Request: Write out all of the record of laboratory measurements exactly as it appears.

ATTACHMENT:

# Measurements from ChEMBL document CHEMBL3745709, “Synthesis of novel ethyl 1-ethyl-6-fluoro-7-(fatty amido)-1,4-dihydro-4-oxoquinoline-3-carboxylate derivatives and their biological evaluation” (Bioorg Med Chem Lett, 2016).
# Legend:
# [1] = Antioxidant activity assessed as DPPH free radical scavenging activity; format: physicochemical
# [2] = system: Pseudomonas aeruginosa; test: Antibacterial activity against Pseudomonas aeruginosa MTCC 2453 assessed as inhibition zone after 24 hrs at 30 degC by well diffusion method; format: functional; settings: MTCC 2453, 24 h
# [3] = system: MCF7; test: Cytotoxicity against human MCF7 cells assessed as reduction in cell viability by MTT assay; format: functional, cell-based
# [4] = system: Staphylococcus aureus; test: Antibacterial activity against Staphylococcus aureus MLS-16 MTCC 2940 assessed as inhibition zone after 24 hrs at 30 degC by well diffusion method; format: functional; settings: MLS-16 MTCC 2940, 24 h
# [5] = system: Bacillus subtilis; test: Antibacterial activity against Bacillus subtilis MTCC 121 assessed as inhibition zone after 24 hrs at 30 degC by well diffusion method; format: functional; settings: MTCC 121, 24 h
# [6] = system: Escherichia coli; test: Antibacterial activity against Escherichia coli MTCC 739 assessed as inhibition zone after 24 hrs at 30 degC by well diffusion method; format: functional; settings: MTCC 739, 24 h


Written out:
# Measurements from ChEMBL document CHEMBL3745709, “Synthesis of novel ethyl 1-ethyl-6-fluoro-7-(fatty amido)-1,4-dihydro-4-oxoquinoline-3-carboxylate derivatives and their biological evaluation” (Bioorg Med Chem Lett, 2016).
# Legend:
# [1] = Antioxidant activity assessed as DPPH free radical scavenging activity; format: physicochemical
# [2] = system: Pseudomonas aeruginosa; test: Antibacterial activity against Pseudomonas aeruginosa MTCC 2453 assessed as inhibition zone after 24 hrs at 30 degC by well diffusion method; format: functional; settings: MTCC 2453, 24 h
# [3] = system: MCF7; test: Cytotoxicity against human MCF7 cells assessed as reduction in cell viability by MTT assay; format: functional, cell-based
# [4] = system: Staphylococcus aureus; test: Antibacterial activity against Staphylococcus aureus MLS-16 MTCC 2940 assessed as inhibition zone after 24 hrs at 30 degC by well diffusion method; format: functional; settings: MLS-16 MTCC 2940, 24 h
# [5] = system: Bacillus subtilis; test: Antibacterial activity against Bacillus subtilis MTCC 121 assessed as inhibition zone after 24 hrs at 30 degC by well diffusion method; format: functional; settings: MTCC 121, 24 h
# [6] = system: Escherichia coli; test: Antibacterial activity against Escherichia coli MTCC 739 assessed as inhibition zone after 24 hrs at 30 degC by well diffusion method; format: functional; settings: MTCC 739, 24 h